Verifying frequency characteristics of high performance devices requires accurate frequency measurement. This document contains an overview of various frequency measurement methods and instruments and is intended to help the users of Si Time MEMS oscillators take accurate frequency measurements.
Common Frequency Measurement Issues
Measurements Made With Different Frequency Counters Do Not Match
A discrepancy between measurements results made with different frequency counters may be caused by one or more of the following reasons.
- Two instruments use different frequency references. Base models of frequency counters are usually equipped with inexpensive TCXO-based frequency references with 1 to 5 ppm frequency stability and a few ppm/year aging rate. An error introduced by the frequency reference will add an error to the measurement results. The picture below illustrates how measurement results of a frequency counter may differ when using an internal TCXO reference compared to an external high-precision rubidium reference. Refer to section 3 for frequency reference selection guidelines.
Frequency measurement results of a 25 MHz oscillator using an oscilloscope frequency counter synchronized to an internal TCXO reference and to an external rubidium reference. Gate time 1s. The difference between the measurement result s is 4.6 ppm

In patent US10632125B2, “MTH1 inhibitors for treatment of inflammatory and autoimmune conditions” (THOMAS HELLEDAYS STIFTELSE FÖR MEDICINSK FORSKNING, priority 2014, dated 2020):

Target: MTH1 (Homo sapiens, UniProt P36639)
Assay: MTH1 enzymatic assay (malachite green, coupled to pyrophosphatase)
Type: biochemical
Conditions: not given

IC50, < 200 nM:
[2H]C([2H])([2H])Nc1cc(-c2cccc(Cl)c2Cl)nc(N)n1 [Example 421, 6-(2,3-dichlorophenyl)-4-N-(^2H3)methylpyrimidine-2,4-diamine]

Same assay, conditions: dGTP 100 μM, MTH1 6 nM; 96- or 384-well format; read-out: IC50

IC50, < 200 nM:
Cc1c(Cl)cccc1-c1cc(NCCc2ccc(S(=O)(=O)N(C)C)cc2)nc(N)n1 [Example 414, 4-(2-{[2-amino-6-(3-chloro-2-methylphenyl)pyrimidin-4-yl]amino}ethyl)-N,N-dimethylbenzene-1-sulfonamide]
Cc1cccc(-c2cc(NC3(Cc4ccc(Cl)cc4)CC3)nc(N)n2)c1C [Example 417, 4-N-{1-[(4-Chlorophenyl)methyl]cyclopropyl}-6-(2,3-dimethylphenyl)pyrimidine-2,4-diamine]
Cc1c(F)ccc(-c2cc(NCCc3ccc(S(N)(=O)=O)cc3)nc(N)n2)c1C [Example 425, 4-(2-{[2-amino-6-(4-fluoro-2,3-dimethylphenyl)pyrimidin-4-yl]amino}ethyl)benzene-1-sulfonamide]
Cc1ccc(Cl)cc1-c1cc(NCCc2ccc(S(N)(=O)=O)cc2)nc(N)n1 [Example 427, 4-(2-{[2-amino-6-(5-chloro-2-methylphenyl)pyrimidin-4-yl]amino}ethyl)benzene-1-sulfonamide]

Gate times or instrument specifications are different. Different measurement results may appear when using the same frequency reference if instruments are using different gate times. Moreover if gate times and references are the same, but instrument resolutions are different, the results may not match at low gate times. Refer to section 4 for details.
Frequency displayed by the frequency counter is much higher than expected
Poor signal integrity may inadvertently increase or even double the frequency measured by the frequency counter. This is often encountered in probing schemes where the instrument inp ut is configured to a high impedance mode (for example, 1 MΩ). Section 6 discusses signal integrity impact on frequency measurement and provides probing recommendations.
Frequency counter measurements with different gate times do not match
The frequency measurement error of a frequency counter is inversely proportional to the gate time. As illustrated in the picture below, the shorter the gate time, the larger the error.
Frequency measurement error (ppb) versus gate time. Two time interval measurement accuracies represent different frequency counters. The plot assumes perfect time base
Oscilloscope frequency measurement shows large spread
Oscilloscopes take frequency measurements for every period of the input signal. Depending on the scope settings and capabilities measurement results may be averaged over multiple captures or over all signal periods within a single capture. Frequency measurement conducted on a single period is highly affected by signal period jitter and internal noise in the oscilloscope, causing the results to change by thousands of ppm. Collecting thousands of samples and taking the average significantly reduces the error, but this method still doesn’t provide ppm-level accuracy that can be easily achieved by using a frequency counter. The picture below shows an example of frequency measurement using a high-end oscilloscope.